NOEL

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Despite its  notorious taxes, i do live in a most beautiful state, New York – especially so in October.

Not just in October, when “the Game” is on our minds (though there’s no nicer time to go), but all year round i encourage people to visit “the blessed shrine of baseball,” Cooperstown. But, whenever i recommend the trip, i always add a loving nudge to another shrine in nearby Auriesville. If you were a Red Sox fan for 86 years – or even more so a faithful Cub fan like me, then the Hall of Fame might well be considered a “shrine of faith,” where men feel like they are in heaven. But Auriesville, it is truly a piece of heaven on earth, made so by the lives of the Jesuit missionaries who were sacrificed there.

October 19 is the day on which their lives-unto-death are celebrated. This day many thousands will stream there from north and south, east and west. On every other day of the year it is the quietest place and the humblest place you can find. Really, you will never see anything like it, humblest and simplest of all the basilicas of the world, hiding in the woods of New York, the inside made completely from the wood of that forest.1017151309 (1)

Whenever i list my favorite saints, way up there with Francis and Horatio and Paul is one whom most people have never heard of. He wasn’t the famous leader of those daring Jesuits, St. Isaac Jogues. My guy was just a little fella who went along for the ride, Noel Chabanel.  i love him because, though he did give his life in the end, his story is more about little everyday suffering we can all relate to. The blow that finished him was only the tiny, last footnote of his real martyrdom.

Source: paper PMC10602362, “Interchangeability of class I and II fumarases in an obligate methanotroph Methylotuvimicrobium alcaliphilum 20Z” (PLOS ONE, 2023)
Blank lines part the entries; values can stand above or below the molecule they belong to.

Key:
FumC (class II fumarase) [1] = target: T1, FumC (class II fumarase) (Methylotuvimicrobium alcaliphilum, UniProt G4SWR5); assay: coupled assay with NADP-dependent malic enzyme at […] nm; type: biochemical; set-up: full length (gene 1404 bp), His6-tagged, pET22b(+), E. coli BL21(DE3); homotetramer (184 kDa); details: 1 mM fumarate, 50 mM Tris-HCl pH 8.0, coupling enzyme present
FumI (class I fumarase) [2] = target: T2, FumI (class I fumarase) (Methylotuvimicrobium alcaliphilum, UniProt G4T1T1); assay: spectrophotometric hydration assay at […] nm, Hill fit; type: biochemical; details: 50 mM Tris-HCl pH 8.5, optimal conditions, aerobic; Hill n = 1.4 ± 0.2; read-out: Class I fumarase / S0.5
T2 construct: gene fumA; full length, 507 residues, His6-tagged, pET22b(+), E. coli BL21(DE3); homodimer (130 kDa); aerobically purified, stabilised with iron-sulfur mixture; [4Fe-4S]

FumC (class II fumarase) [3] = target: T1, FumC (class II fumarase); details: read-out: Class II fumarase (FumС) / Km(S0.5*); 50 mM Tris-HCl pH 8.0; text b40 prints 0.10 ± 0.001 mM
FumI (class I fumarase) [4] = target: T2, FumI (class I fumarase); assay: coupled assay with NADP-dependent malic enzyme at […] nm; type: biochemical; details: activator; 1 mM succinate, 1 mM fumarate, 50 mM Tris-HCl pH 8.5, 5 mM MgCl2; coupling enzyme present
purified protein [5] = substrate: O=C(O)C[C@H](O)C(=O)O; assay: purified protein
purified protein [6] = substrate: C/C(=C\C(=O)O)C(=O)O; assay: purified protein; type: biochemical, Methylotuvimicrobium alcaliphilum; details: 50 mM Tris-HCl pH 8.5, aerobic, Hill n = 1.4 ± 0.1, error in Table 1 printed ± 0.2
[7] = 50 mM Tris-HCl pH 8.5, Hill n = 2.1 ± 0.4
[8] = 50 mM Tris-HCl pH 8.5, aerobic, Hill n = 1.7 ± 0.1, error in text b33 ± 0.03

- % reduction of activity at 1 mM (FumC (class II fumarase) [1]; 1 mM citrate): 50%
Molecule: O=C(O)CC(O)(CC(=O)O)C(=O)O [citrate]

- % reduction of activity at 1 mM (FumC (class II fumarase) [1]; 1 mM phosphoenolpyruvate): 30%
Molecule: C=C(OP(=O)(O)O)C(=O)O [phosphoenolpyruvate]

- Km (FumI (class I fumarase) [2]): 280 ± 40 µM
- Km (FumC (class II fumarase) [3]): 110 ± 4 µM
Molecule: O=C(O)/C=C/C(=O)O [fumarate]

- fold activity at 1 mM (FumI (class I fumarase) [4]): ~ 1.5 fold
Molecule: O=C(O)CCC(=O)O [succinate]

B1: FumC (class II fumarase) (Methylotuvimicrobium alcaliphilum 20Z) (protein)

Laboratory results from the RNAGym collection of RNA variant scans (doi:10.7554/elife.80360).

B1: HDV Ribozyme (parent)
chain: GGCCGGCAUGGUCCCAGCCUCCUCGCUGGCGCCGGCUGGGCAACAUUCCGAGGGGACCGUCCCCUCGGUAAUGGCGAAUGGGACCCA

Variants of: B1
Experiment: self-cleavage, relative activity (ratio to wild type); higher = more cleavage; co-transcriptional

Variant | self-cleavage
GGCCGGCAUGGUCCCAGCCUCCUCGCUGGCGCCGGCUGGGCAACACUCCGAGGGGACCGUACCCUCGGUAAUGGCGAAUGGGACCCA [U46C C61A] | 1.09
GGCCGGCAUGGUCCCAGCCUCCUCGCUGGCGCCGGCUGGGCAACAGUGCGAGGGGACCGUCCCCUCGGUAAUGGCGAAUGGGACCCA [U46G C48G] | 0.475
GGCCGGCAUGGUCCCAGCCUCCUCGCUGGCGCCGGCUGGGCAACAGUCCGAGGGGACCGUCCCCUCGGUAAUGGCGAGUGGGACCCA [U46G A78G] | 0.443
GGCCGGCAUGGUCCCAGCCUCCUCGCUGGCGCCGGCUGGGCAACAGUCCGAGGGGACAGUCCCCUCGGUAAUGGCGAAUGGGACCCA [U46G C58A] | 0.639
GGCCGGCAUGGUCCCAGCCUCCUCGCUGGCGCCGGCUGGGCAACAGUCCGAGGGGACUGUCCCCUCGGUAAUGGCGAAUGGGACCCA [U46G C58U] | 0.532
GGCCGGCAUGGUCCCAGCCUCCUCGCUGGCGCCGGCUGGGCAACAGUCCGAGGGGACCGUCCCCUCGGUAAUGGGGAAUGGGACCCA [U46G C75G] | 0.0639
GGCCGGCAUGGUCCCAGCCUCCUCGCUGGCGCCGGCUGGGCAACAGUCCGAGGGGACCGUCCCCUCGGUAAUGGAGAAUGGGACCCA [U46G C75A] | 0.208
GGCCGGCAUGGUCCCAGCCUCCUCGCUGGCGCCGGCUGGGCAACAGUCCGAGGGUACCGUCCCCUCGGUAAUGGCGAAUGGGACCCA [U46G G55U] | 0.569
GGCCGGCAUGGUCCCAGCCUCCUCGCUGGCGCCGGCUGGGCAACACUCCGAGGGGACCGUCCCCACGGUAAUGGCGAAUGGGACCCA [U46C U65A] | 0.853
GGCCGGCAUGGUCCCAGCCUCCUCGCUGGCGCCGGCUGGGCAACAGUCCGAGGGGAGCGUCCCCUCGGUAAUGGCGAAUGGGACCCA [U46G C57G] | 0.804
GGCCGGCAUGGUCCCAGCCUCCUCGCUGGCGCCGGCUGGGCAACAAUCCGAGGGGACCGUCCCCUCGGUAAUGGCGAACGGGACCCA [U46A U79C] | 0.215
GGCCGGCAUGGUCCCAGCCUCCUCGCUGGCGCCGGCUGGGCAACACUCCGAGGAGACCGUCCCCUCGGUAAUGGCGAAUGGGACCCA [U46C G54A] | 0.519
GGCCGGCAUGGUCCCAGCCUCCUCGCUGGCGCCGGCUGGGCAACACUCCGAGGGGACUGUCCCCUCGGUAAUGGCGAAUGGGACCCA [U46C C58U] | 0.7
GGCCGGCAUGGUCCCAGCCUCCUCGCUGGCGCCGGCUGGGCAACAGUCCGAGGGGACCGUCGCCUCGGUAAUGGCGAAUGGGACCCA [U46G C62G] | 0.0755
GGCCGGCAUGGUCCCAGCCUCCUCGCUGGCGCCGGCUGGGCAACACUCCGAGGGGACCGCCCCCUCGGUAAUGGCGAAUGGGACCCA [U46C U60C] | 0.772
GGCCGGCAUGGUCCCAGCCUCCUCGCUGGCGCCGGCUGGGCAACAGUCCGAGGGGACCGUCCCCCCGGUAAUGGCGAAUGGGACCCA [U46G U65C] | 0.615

1017151303a (1)Young Father Noel had volunteered for the mission, thinking that God might need his special talents. He was a master linguist, and right words were so important to reach the Mohawk. So, he went enthusiastically, but from the moment he arrived, he was the only one who could not get the words right! This led to so much misunderstanding and mockery, daily humiliation.  On top of that, he did not have the stomach of his brothers. He was repulsed to the point of nausea by the lifestyle of the Natives, and he endured extreme homesickness and loneliness. Just imagine what it was like when all of the others had been taken and killed, and he was totally alone.

Hardly any of us will ever have to endure physical torture or death for our faith (this blog does go, i know, to some who might…) But, every one of us has to endure countless heartaches and humiliations along our martyr way. Very few will lose their heads, but it is all of those “paper-cut” type wounds that will make or break us, turn us to saints.

Whenever we offer in our humblest of prayers to take on a share of the Lord’s Cross, it is so often the case that the pieces we’ll receive are far from any we expected. Very rarely is it a great chunk. More likely a whole lot of little splinters come, annoying as they are. Just like that beautiful-yet-simple basilica in the woods, so what will build us into wonderful temples of God will be “the wood of our own yard,” so to speak, the simplest STUFF of our most ordinary, mundane existence. None of us needs to travel across the globe to be a missionary.

One of our dear practical Pope Francis’ insights is that it is usually that person we live with, that one who just drives us crazy every day, who Exercises our Real Muscles of Forgiveness and Love (proving our prayerful promise to carry the Cross.) One of the most useful, helpful book in my experience of family living has been Mark Rosen’s “Thank You For Being a Pain” on just that subject of those closest of persons, who are truly sent to be the crosses we asked for – to help us toward perfect love.

Those who have taken my advice and made the trip to Noel’s Shrine are forever thanking me, just as are those who have checked out Rosen’s wisdom. ENJOY – find what Joy there is hiding in suffering.

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Author: friardad

what's it like having a wife and six kids after having been a friar for many years and being still married to St. Francis' Lady Poverty?

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